The continuing oppression and violation of human rights in Mexico is predicated on the abuse of executive power, suppression of the powers of the Comision Nacional de Derechos Humanos (the National Commission for the Protection of Human Rights), and the usurpation of the authority of the judiciary. This thesis conducts a comparative analysis of the protection of human rights under the Constitution of the United States, the German Basic Law, and the Constitution of Mexico. It analyses the concept of the judicial review of executive and legislative powers and advocates for the establishment of a National Court of Human Rights in Mexico. This thesis examines Amparo, the traditional legal action for the protection of individual rights, and its shortcomings in affording adequate protection of human rights from abuse by executive power. The thesis concludes, by advocating for that the creation of the National Court of Human Right as an independent, unbiased and custodian of the human rights as contained in the Constitution of Mexico.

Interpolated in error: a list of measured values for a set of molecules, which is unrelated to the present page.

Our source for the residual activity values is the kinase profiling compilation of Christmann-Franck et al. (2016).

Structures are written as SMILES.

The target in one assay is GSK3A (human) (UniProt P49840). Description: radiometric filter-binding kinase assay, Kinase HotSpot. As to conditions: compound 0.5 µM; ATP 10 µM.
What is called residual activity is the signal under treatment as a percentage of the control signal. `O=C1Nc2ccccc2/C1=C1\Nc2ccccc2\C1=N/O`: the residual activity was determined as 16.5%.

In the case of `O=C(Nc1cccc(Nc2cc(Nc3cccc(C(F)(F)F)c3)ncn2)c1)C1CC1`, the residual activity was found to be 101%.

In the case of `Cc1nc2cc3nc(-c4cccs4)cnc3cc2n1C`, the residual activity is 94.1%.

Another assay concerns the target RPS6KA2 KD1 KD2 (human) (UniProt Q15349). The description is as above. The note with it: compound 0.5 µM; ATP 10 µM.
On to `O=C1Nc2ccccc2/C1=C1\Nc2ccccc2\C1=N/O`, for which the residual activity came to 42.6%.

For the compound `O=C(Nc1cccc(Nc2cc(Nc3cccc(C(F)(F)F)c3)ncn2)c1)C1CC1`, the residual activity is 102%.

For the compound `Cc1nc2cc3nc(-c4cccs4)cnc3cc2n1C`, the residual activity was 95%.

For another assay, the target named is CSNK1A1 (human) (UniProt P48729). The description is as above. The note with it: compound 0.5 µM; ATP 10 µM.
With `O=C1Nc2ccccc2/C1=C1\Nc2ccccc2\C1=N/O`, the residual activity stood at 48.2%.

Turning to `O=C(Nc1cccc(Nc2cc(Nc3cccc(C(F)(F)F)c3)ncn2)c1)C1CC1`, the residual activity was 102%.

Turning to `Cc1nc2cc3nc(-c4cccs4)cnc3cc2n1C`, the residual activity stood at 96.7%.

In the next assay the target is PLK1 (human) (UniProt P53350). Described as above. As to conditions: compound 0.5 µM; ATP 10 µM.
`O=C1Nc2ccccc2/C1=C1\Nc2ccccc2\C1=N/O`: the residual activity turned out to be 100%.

Bravo-Aguilar, Nauhcatzin T., "Mexico: The Case for Creation of a National Court of Human Rights" (1998). LLM Theses and Essays. 202.
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